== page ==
The case for sourcing your food locally
In this week’s blog, I thought it would be great to look at another way to live more sustainably through eating locally. It is no secret that our current food-providing system relies heavily on globalization and all the negative consequences that come with it. But you can quite easily source most of the food in your diet locally, especially in the Netherlands.
Let’s first take a look at the unstainable parts of food production. The first example is that whenever fuel prices spike, there is also a spike in food prices around the world. The correlation between food prices and oil prices is in fact 93.4%. And there is hardly a time lag between them.
The ones who really feel these sudden spikes and drops in the food prices are the poor countries. While they often rely on agriculture as their main source of income, they actually import a great deal of their food. This can even lead to conflict, as seen in the infamous Arab spring, where protests and conflict broke out, because of rising prices on bread.
There also personal benefits to eating locally. Local foods are fresher and taste better, seasonal fruits and vegetables don’t need as much fertilizer to fully ripen, local foods support the local economy and stimulate a variety of fruits and vegetables.
Of course, the fruits and vegetables you eat will always be seasonal somewhere in the world. But by eating the in-season fruits and vegetables and buying them locally, you can make your environmental footprint smaller and be closer to the land where the food comes from.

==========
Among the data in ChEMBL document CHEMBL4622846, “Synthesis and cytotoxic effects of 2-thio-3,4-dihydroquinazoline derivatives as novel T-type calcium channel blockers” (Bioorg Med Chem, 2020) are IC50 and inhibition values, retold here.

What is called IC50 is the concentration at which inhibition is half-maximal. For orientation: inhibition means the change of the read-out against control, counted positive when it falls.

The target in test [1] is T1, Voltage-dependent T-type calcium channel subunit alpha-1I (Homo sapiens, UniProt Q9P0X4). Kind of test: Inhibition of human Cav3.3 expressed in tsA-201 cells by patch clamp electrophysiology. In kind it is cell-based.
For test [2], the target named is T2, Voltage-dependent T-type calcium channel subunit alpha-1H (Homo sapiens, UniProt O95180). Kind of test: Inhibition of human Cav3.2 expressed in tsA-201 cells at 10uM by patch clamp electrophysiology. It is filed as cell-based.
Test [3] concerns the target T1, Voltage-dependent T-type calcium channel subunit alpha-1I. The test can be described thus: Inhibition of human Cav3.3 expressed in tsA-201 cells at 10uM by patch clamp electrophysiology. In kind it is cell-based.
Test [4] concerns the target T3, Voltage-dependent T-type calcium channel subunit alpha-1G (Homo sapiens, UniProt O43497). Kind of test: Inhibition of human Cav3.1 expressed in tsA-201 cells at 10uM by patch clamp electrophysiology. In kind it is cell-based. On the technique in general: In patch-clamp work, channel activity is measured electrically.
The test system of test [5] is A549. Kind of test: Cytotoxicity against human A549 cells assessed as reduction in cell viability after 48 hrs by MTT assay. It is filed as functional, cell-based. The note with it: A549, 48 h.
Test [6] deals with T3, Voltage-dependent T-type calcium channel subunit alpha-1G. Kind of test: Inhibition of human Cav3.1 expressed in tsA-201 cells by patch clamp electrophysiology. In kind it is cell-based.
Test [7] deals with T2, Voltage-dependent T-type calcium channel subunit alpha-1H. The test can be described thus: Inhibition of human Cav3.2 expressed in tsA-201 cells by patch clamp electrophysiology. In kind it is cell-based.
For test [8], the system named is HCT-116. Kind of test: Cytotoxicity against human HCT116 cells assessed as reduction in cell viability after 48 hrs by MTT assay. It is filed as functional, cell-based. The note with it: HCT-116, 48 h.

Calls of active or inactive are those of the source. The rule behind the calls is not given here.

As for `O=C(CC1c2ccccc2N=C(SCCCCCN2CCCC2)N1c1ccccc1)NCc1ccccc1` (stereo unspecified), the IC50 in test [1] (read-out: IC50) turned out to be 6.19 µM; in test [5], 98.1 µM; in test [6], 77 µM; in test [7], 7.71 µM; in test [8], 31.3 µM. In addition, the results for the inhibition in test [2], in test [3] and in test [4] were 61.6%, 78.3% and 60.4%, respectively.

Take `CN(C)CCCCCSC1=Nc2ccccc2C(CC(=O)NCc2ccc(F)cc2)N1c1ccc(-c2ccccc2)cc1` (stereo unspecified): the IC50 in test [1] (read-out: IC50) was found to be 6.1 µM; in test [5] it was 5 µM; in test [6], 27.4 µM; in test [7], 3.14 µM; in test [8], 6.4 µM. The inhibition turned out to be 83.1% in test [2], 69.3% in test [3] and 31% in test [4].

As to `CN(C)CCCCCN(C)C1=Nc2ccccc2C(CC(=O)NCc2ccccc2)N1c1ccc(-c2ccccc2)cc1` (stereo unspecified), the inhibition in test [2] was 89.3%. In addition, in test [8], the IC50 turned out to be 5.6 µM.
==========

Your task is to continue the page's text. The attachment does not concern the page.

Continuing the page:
Some produce is always in season. These include:
- Jerusalem artichoke
- Red cabbage
- Oxheart cabbage
- Brussel sprouts
In addition to the year-round vegetables, the following vegetables will be ripe in the next months:
The best place where you buy local vegetables and fruits, with the highest chance of the vegetables and fruits being actually produced locally, is probably your local food market. Another good place is to directly buy food from farmers before it even gets to the store. This method might require a little bit more work, depending on where you live.
I hope this might have given at least some of you guys some inspiration to start shopping for food locally or think about where your food comes from and the impact it has.